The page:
Finally, the on-demand economy and the impact of the growth in this area on customer expectations around immediacy and the opportunity it offers to deliver unique last mile options for customers
I’ve always worked for businesses that have been focused on complementing their traditional bricks-and-mortar retail strategy with e-commerce and I think it’s exciting to finally see some of the pureplay online retailers starting to play in the bricks and mortar retail space. I’m really looking forward to seeing the reinvention of retail spaces as a result of this shift.
IR: How do you marry the physical experience of grocery shopping with the convenience of online? What have been some key learnings in customer expectations for such an offer?
BF: It has been a long journey, and is still going. We try to bring all the things that customers expect from grocery online, which is often far more difficult than it sounds.
That means the same quality of product that customers expect from a store, having click-and-collect options wherever we have a store, so it’s convenient and easy, having consistent pricing and promotions so that when people see our catalogues (or any other advertising for that matter), they can get it all online.
One of the most important learnings for us along the way has been about the importance of the delivery or collection experience and making sure we give customers the best possible experience. I’ve heard so many stories from customers about the fantastic experience they had with our customer service assistants who bring your order to your kitchen bench.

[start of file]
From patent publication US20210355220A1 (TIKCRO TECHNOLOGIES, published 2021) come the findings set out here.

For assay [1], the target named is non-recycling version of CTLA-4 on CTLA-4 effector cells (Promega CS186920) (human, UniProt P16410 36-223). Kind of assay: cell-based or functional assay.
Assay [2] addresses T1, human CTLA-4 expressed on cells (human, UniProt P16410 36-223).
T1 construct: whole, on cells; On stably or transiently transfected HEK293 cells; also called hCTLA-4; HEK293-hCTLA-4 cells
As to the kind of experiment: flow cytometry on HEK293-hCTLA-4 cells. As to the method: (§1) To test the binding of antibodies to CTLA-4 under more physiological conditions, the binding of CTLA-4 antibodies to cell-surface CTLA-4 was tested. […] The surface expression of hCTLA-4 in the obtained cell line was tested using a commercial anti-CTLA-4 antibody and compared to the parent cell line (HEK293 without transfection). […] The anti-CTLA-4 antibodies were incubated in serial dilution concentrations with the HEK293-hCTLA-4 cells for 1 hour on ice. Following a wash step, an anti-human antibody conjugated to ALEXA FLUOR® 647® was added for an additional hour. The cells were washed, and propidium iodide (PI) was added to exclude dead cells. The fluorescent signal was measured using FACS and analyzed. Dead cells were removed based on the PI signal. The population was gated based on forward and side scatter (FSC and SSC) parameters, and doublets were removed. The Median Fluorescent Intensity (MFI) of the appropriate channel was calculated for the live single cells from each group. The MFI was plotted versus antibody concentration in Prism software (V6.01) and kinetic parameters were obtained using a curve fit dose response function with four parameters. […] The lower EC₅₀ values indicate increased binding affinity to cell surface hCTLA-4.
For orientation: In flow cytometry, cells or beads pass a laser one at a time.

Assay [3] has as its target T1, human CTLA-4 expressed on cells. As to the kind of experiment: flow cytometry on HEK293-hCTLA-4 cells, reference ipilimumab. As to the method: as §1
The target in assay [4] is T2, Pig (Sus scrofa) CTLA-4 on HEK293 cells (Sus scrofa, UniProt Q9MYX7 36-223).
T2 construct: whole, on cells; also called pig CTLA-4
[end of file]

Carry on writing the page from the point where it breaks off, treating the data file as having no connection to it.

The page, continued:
They are some of our best brand ambassadors and they really set the tone for the whole experience. They are the face of Coles Online to our customers, so we spend a lot of time trying to make it as easy as possible for them to do what they need to do.
That’s a massive part of what our transformation program is all about, giving our customers a really slick delivery and collection experience that makes them want to come back again and again.
IR: Is there anything else you wanted to add? Anything you think we missed, or that you’re particularly looking forward to or passionate about?
BF: Of course it goes without saying that I’m really passionate about e-commerce and I love the pace of change, but I look at what’s happening in the industry locally at the moment, and I think it’s a really exciting time to be a part of the e-commerce industry in Australia with well known, established local brands like us making significant investments into e-commerce and digital to really step change the end to end customer experience across all their channels.
That’s just great news for everyone!